If you are interested in the places in Munch’s life and would like to get an idea of what Oslo was like when Munch was living here, a stroll around the borough of Grünerløkka is recommended. Munch spent most of his childhood in this area. It is not possble to visit any of Munch's old apartments. However, all the buildings where he and his family lived are still intact, in what is one of Oslo’s best kept areas with architecture from the latter part of the 19th century.
Munch’s addresses at Grünerløkka
Edvard Munch and his family moved from Pilestredet in the city centre to the newly established Grünerløkka and Thorvald Meyers gate 48 in 1875. The lively Torvald Meyersgate has been Grunerløkka’s main street since Munch’s times.
During the period 1877-1882, the Munch family resided in an apartment in Fossveien 7. While living here, Munch’s sister Sofie died of tuberculosis. This was both a devastating and defining experience for Munch, later rendered in the painting Death in the sick room and several other works. The family also lived in Fossveien 9 for some time.
Olaf Ryes plass 4 was the Munchs’ home from 1882 to 1883. The buildings that surround this square today are by and large the same as when young Edvard lived here.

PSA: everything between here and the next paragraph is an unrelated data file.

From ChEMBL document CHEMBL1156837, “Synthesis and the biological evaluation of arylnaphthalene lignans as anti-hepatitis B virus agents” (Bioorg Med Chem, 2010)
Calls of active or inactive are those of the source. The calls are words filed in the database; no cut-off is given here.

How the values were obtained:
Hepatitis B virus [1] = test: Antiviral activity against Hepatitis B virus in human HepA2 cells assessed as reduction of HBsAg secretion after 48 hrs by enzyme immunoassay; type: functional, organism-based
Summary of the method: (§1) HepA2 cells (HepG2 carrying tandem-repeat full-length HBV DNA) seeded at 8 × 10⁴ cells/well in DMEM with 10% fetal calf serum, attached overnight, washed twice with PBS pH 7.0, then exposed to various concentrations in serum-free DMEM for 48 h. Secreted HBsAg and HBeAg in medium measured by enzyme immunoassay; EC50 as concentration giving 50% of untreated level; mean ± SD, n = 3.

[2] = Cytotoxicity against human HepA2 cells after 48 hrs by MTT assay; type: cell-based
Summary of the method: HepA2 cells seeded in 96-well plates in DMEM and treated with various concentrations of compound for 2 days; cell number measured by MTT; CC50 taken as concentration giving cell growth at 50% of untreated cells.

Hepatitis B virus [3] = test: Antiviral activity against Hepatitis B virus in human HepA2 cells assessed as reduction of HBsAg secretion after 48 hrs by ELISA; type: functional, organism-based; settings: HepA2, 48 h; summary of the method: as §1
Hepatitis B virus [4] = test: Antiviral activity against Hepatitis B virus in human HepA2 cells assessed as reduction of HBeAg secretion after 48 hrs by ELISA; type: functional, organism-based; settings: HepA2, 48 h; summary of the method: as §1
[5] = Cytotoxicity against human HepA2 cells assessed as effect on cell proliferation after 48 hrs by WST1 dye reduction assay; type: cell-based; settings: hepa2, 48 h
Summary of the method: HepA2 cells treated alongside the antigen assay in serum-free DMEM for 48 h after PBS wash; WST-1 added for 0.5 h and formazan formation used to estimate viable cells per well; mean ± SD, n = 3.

Schous plass 1 was the last address Edvard Munch shared with his family, from 1885 to 1889. At this time he was established as an artist, and the first versions of the groundbreaking painting Sick Child was painted here. Today, the building houses Edvard coffee bar, where you can enjoy an espresso in honour of the late tenant.
Telthusbakken and the honorary cemetary
Edvard Munch’s burial site is located only a short walk from Grünerløkka. If you follow Helgesens gate westwards you reach a recreational area called Kuba, where you can cross the Akerselva river. On the other side of the river is the picturesque Telthusbakken, which Munch painted on different occasions while living in Fossveien. At the top of the hill you’ll see Vår Frelsers Gravlund, where Munch is buried on the honorary cemetery along with several other Norwegian notables.
Map of Grünerløkka plotting the addresses mentioned above:
Map by Google maps. Photo credits, from left to right: © NatalieManyor (CC BY 2.0); Old Aker church © Munch-museet/Munch-Ellingsen-gruppen/BONO; Olaf Ryes Plass © Munch-museet/Munch-Ellingsen-gruppen/BONO.
Sources: Frank Høifødt. 2002. Munch in Oslo. Damm; www.munch-museet.no